I could not agree more with Greg Sargent’s take on Mark Halperin’s “indefinite suspension” from MSNBC for saying, on Morning Joe, that Pres. Obama is “kind of a dick.”
I’m sorry, but this is crazy. Halperin’s crack was crude and dumb, but it doesn’t deserve indefinite suspension. Halperin’s use of an expletive is trival when compared with the degradation of our political discourse we witness on a regular basis from Halperin and many others — degradation that is seen as perfectly acceptable because no curse words are employed. Suspending Halperin only reinforces a phony definition of “civility” in our discourse, in which it’s unacceptable to use foul language and be “uncivil,” but it’s perfectly acceptable for reporters and commentators to allow outright falsehoods to pass unrebutted; to traffic endlessly in false equivalences in the name of some bogus notion of objectivity; and to make confident assertions about public opinion without referring to polls which show them to be completely wrong.
Which is the more serious impediment to political discourse? Calling for Congress to allow the nation’s borrowing authority to lapse and default on all of its existing spending obligations and commitments? Or calling Barack Obama “kind of a dick” on a morning talk show?
This really is nonsense. It’s not the word “dick” that’s the problem, fergawdsake. It’s not pictures of dicks either. It’s that these people have contrived this absurd set of shallow manners in which saying dick or taking a picture of a dick is wrong while lying, manipulating and cavalierly risking the country’s future (which is what Obama was allegedly being a dick about!) is considered perfectly acceptable.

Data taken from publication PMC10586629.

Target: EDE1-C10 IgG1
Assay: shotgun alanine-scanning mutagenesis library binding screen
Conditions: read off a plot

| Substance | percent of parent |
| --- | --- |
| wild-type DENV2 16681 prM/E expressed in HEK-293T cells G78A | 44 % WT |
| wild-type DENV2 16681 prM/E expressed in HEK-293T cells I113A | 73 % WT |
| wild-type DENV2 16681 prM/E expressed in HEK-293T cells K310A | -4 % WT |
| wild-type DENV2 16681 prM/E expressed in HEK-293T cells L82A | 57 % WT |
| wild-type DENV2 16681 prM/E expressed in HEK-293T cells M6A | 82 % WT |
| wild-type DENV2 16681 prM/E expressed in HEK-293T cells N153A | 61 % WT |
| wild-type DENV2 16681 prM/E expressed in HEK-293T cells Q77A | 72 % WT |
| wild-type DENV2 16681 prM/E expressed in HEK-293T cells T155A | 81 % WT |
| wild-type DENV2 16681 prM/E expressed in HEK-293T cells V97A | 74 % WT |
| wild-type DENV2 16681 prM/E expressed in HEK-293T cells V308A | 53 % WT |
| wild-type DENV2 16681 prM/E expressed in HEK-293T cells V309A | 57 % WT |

Doug Mataconis has video of the incident that puts it into context. And when I say “puts it into context,” I mean that it becomes even more obvious when you watch this extended exchange, how incredibly screwed up MSNBC’s priorities are. Scarborough and Brzezinski spend almost a full minute shrieking, cackling, protesting about this catastrophic phrase Halperin uttered, before allowing him to get back to his point. And Halperin’s point IS the point here. He called the President “kind of a dick” because of what he said at his presser yesterday about Republicans needing to get to work and comparing them unfavorably to his daughters, who usually get their homework done the day before it’s due. According to Halperin, this showed Obama was putting partisanship above the nation’s welfare, posturing and playing to his base instead of working with the Republicans to come up with a bipartisan solution to the debt crisis.
As if Obama hadn’t tried everything he possibly could to come up with a solution. As if negotiations for a solution hadn’t failed entirely because Republicans refused to budge one inch unless they got everything they wanted. As if it had been Democrats, rather than Republicans, who stormed out of negotiations when they couldn’t get their way.